RFK Slams New York Times for ‘Digging Up’ Brain Worm Story and Treating It Like ‘Recent News’ | Video

The presidential hopeful downplays the viral New York Times report from May while speaking with Piers Morgan

Robert F. Kennedy Jr. spoke out against the New York Times’ May report on his health and 2024 presidential campaign in an interview with Piers Morgan Thursday, saying that as it relates to the viral brain worm from their report, journalist Susanne Craig “dug that up and announced it as if it was recent news.”

“It was a short discussion in a deposition almost 15 years ago in my divorce,” he said during an hour-long interview on “Piers Morgan Uncensored,” later adding, “It was something I discovered. It’s interesting,” he added. “It had no impact on my cognitive capacity.”

The fledgling independent presidential candidate noted that the story isn’t one he would have chosen to release himself, but understands people’s interest. He said his studies since the “discussion” went viral over last month led to his understanding that “a billion people in the world have that particular parasite … It’s very, very widespread.”

No follow-up questions were asked of that assertion, other than an incredulous “really?” from Morgan, but it’s unclear where Kennedy ascertained that number. But according to the World Health Organization, there are between 2.56 million and 8.3 million people around the globe living with neurocysticercosis, a brain infection caused by the tapeworm of Kennedy’s condition. It’s particularly prevalent in Latin America.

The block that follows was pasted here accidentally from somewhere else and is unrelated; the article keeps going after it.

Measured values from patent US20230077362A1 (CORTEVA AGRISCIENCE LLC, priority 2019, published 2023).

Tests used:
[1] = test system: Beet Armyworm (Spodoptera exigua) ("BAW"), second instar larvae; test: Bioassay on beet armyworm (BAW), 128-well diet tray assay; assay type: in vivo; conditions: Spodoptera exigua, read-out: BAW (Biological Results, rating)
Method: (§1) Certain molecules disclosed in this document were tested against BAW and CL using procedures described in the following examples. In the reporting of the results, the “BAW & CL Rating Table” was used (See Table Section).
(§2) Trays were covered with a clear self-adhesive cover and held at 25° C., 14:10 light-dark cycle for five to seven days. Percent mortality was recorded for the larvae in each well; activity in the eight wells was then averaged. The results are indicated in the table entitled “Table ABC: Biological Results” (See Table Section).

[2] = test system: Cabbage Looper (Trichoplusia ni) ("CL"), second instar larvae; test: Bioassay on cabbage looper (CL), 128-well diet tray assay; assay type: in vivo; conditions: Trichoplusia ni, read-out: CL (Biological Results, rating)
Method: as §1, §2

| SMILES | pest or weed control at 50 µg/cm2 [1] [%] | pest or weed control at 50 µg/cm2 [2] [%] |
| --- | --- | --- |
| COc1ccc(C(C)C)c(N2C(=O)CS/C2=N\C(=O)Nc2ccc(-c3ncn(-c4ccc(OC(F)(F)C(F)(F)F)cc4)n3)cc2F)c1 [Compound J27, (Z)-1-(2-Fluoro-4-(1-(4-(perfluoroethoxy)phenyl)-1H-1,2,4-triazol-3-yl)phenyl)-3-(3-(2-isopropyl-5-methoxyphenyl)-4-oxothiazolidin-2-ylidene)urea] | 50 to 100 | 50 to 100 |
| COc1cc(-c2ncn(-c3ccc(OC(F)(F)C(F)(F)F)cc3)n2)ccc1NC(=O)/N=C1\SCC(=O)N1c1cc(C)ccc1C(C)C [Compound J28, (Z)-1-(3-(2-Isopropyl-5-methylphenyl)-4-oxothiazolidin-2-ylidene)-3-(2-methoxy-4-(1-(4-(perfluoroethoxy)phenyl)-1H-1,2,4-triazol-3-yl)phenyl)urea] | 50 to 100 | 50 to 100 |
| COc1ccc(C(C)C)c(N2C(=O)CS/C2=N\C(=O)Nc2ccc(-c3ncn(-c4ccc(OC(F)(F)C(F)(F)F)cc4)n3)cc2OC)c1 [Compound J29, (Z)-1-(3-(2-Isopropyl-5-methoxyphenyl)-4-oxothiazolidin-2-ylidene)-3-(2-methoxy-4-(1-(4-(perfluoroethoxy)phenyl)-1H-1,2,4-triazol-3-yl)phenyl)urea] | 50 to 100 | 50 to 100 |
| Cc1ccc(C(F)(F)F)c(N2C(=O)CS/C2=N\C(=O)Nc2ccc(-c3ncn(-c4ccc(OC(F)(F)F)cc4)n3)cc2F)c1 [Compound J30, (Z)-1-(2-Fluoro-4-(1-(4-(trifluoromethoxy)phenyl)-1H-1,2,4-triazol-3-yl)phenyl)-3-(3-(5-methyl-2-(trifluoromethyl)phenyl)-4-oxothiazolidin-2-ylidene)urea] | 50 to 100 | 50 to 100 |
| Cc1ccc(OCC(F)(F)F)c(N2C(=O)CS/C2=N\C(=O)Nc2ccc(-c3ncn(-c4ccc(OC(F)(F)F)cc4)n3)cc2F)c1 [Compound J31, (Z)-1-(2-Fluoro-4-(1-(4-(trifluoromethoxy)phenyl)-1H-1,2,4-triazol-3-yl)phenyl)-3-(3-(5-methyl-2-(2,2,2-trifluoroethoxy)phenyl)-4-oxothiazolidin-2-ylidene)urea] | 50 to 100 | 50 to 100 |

“What my doctor said is that there are two places I could have gotten it. One was in India where I had traveled extensively, and the other was in the hog industry because I’d been litigating against factory farms in North Carolina and Utah around the country,” Kennedy posited. “And apparently this parasite is very, very common among people who are in that industry.”

As reported by the Times in early May, Kennedy’s symptoms began with brain fog “so severe that a friend grew concerned he might have a brain tumor.” Doctors identified a dark spot on his brain and believed he did in fact have a tumor; Kennedy was preparing for an operation with another doctor called and suggested he had a parasite instead.

Medical professionals the Times spoke with—none of whom treated Kennedy—believe the spot was the remains of pork tapeworm larva.

Watch Kennedy’s full interview with Morgan in the video above.

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